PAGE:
The new GOP proposal for taxes is titled a “Unified Framework for Fixing Our Broken Tax Code.” The plan specifies the following four objectives regarding tax reform:1
However, much like health care, trying to define guiding principles for a nation of more than 300 million people is a diverse and moving target. Tax reform consists of a broad range of factors and, despite the attempt to position this new framework as a means to simplify the U.S. code, we believe it is unlikely to have that effect.
According to analysts at Morgan Stanley, the first step in this process will be for the House and Senate to pass a budget resolution with reconciliation instructions for tax reform. The earliest this would happen is mid-October, but given the myriad changes proposed — and the growing rift of partisan politics among Democrats, conservatives and moderate Republicans — efforts for “tax reform” are more likely to devolve into a few simple tax changes. The timeline is unclear, but it is ambitious to expect full passage by year end.2
The new framework calls for consolidating the current seven tax brackets into three (12 percent, 25 percent and 35 percent), with possibly another for the highest-earning income taxpayers. There are actually four proposed tax rates, but the first one is zero percent — eliminating any tax on the first $12,000 earned by an individual and $24,000 earned by a married couple. This is worth differentiating because the current tax code starts at 10 percent on the first $9,325 earned (individual; $18,650 for married filing jointly).3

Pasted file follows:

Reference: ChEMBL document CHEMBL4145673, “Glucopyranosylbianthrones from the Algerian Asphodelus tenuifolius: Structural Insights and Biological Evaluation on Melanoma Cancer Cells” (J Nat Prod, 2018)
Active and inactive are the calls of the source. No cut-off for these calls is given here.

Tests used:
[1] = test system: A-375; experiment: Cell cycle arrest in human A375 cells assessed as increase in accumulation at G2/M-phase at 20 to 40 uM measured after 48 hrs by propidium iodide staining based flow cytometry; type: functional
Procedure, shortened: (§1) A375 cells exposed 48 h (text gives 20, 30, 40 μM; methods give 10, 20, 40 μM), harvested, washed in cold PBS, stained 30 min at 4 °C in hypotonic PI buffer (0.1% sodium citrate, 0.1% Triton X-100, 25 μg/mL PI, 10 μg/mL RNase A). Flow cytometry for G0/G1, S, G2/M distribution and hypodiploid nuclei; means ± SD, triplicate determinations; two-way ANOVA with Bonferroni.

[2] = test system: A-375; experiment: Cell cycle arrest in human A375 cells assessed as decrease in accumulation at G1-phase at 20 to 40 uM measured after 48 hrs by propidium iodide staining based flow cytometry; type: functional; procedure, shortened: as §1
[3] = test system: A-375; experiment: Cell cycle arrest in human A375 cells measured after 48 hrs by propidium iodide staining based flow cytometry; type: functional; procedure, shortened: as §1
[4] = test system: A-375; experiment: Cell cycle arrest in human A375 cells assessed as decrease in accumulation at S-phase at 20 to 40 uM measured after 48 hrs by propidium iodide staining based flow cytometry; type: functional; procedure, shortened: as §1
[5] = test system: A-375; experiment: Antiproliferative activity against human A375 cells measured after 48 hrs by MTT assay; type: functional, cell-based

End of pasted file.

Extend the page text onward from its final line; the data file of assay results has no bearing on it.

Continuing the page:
The framework also recommends repealing the alternative minimum tax (AMT), which was deployed to help ensure that wealthy taxpayers with substantial deductions and exemptions still have to pay their fair share of taxes. The AMT is a separate calculation that requires the taxpayer to pay his or her normal tax liability or the AMT, whichever is higher.
The new plan would eliminate most itemized deductions except for home mortgage interest and charitable donations. Therefore, taxpayers would no longer be able to deduct:
To compensate for these lost deductions, the plan calls for increasing the standard deduction to a little less than twice the previous amount. While there are no specific deduction recommendations regarding payments for higher education or retirement contributions, the plan encourages lawmakers to “simplify these benefits to improve their efficiency and effectiveness.”4
While the plan would repeal the $4,050 personal exemption for each dependent, it would increase the child tax credit (currently worth up to $1,000). The plan also recommends increasing the income levels at which the child tax credit begins to phase out (currently $75,000 AGI for single and heads-of-household, $110,000 married filing jointly and $55,000 married filing separately).
The plan also calls for a new $500 credit for non-child dependents that is non-refundable, meaning that it cannot reduce the amount of tax owed to less than zero